Some experts recommend that homeowners should clean their decks at least twice a year—preferably in the spring and fall. The safest, most environmental way to clean a deck is to not clean it at all, eliminating the chance of toxic chemicals being introduced into the environment and water. Sure, you could raze the deck completely, getting rid of all of that moldy, mildewed wood, recycling it and making it someone else's problem, and then start all over again by building a new one. But that's not always possible, nor is it the best or most feasible choice.
So let's figure out how to clean that deck.
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Baking Soda, Vinegar and Dish Soap
Everyone's favorite natural cleaners can be used on the outdoor deck to tackle mildew and algae. Here's the recipe:
Sprinkle baking soda on affected areas of deck. Mix vinegar, soap, and water in a bucket, apply to one section of mildew-infested decking, and scrub with a brush until you see results. This method may have to be repeated for a thorough job.
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It's not the most environmental choice, but chlorine does a good job of tackling standing water, mold and mildew (if you have a swimming pool, you get it). Read directions and labels, use gloves and masks, and only with proper ventilation. Bleach can stain or fade certain types of wood, like cedar. Research your particular wood before applying.
04 of 08
In case you've never noticed, some people just love their pressure washers. Crank it up and blast it with the pressure washer, and what a thrill it is to watch the paint peel off the facade of your house or the dirt melt from the fence between your house and the neighbor. It's all that firefighter/action hero stuff re-enacted in your own yard.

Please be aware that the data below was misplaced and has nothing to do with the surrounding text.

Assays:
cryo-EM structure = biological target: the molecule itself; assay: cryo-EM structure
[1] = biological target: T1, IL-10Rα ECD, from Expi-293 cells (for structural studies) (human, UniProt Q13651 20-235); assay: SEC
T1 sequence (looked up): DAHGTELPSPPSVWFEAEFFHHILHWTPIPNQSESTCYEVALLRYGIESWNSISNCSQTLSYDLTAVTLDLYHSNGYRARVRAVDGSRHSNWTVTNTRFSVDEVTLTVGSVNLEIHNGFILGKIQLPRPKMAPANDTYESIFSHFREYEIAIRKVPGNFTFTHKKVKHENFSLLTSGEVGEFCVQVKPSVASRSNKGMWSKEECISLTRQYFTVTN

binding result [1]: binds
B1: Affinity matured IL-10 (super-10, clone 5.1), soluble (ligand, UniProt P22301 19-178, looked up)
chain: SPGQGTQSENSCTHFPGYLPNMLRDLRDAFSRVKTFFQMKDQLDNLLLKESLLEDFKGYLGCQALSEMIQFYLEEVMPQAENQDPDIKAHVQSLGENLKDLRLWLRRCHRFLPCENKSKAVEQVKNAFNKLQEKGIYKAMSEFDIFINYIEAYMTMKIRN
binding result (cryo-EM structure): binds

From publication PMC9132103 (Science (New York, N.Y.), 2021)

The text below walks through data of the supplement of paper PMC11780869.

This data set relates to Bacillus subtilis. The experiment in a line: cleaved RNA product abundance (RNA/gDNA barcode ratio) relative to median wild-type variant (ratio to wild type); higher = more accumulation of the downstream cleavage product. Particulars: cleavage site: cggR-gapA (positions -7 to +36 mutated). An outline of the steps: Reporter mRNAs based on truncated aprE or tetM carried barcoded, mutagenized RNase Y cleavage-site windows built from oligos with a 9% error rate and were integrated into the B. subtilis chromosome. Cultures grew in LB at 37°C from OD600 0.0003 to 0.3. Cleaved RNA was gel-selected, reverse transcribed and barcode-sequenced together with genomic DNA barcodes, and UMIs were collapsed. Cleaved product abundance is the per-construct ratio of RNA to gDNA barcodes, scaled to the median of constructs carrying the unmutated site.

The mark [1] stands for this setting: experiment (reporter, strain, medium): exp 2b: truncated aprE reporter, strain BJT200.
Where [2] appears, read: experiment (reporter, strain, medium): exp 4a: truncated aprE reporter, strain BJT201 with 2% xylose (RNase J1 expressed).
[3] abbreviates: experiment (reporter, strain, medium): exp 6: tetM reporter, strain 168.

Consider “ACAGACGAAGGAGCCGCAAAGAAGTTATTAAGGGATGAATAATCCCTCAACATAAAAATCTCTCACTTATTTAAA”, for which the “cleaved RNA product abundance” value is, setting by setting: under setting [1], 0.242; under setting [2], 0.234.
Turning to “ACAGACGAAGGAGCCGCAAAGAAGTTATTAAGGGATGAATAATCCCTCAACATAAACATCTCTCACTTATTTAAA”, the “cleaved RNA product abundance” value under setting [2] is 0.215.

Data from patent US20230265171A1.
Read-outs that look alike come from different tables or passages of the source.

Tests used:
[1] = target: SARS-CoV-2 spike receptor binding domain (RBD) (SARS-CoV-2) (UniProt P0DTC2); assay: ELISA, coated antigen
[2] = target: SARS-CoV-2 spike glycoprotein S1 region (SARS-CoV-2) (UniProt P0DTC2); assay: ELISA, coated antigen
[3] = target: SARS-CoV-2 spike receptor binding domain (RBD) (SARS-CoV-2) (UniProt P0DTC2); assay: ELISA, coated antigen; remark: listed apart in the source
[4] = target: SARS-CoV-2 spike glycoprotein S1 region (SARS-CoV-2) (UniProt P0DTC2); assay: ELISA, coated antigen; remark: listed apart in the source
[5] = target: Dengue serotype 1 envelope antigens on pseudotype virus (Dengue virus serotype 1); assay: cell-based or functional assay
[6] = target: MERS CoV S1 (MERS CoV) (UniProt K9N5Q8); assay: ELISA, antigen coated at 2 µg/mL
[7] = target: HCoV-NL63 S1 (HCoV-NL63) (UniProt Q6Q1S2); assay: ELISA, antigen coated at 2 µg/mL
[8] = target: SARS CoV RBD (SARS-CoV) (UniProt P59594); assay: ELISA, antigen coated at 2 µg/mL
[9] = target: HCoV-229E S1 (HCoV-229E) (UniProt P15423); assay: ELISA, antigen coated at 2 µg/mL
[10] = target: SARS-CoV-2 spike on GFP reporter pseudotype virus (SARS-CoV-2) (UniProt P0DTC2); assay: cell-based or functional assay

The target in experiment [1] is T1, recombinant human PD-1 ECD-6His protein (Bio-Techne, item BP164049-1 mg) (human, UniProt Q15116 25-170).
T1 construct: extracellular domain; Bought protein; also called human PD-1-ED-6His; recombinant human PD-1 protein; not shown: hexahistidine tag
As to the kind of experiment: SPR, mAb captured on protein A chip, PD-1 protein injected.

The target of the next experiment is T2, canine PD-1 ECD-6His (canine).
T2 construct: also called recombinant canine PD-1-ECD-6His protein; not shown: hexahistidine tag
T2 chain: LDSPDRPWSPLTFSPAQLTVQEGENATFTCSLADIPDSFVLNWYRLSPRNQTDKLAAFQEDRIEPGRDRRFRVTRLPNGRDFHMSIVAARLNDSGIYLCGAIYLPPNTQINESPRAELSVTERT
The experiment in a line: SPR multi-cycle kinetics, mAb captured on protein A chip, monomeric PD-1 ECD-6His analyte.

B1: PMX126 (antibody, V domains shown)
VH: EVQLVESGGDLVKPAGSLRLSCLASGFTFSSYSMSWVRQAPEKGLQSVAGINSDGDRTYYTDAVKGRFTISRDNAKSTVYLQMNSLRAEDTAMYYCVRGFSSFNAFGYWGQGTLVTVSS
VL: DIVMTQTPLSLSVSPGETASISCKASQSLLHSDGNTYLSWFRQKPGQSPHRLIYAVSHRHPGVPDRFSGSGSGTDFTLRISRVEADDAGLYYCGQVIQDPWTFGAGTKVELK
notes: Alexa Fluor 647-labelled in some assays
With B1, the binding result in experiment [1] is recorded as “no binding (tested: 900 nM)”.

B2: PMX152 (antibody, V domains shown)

If you don't own a pressure washer or can't borrow one from a friend or neighbor, they can be rented from a local hardware store, usually by the day. Once you've read the instruction manual, start at the center of the deck and direct the spray to both ends, hitting all areas. This should be done prior to applying a cleaner or brightener.
Top brands include:
Continue to 5 of 8 below.
- Sun Joe
- AR Blue Clean
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Before you get too excited, the Karcher Deck and Driveway Cleaner is not a machine that will do the job for you, like a robotic pool cleaner. This attaches to a Karcher pressure washer and will save you time by cleaning an 11-inch-wide path with each pass. Other attributes:
- It delivers streak-free cleaning by constantly keeping its two spray nozzles at a fixed height from the surface.
- Two spray nozzles spin at a high speed, which cause the attachment to "hover" and also make it easy to maneuver.
- It's compatible with vertical surfaces as well, such as walls, fences, siding, garage doors, etc.
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Oxygen bleach products are supposed to be safer for the environment. They may not tackle stubborn mold and algae that has set into wood decks, but if used more frequently, that mildew and algae shouldn't build up quite so often.
Pictured: Rust-Oleum three-pound jar Wolman Deckbrite wood cleaner and coating prep.
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These products go by various names and have different ingredients, but the intention is more or less the same: to allow you to clean your deck without much effort. Some of the products purport to lift stubborn stains like moss, mildew, and mold (the dreaded three Ms). They might repel rain and snow for up to a year. Some claim to be approved by the U.S. Environmental Protection Agency (EPA) and might be made of biodegradable ingredients that supposedly won't harm the environment.
A few of these products include:
- Wet and Forget
- Spray and Forget
- Moldex by EnviroCare
- Bayer 2-in-1 Moss & Algae Killer Ready-to-Spray
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TSP, or trisodium phosphate, is a powder-based cleaner that is one of the best at killing mold and mildew. However, TSP is not considered an especially environmental choice and has all kinds of precautions on the back of its box. But if the deck has not been cleaned in a long time and algae is visible, it may have to occasionally be used, with care and caution. It's better to maintain the deck more often, including sweeping, rather than leaving it so that it has to be treated with something strong like trisodium phosphate.